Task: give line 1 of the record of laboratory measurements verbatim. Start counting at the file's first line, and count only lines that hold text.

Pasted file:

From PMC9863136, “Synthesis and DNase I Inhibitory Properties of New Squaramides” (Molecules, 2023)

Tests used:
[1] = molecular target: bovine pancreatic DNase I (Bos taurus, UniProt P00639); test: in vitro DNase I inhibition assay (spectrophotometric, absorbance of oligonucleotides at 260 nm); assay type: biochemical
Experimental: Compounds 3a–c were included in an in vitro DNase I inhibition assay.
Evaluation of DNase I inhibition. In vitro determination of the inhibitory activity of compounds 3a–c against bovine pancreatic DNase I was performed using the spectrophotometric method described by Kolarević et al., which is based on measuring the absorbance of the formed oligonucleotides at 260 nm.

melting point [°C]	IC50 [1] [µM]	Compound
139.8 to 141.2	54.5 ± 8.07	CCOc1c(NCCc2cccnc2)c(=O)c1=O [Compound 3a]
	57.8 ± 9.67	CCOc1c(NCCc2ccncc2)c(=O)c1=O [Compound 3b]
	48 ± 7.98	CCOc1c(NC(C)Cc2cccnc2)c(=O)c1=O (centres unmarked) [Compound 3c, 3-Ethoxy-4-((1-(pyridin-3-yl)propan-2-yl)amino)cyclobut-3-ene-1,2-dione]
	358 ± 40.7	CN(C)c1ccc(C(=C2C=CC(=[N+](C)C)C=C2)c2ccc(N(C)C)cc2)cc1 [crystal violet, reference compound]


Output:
From PMC9863136, “Synthesis and DNase I Inhibitory Properties of New Squaramides” (Molecules, 2023)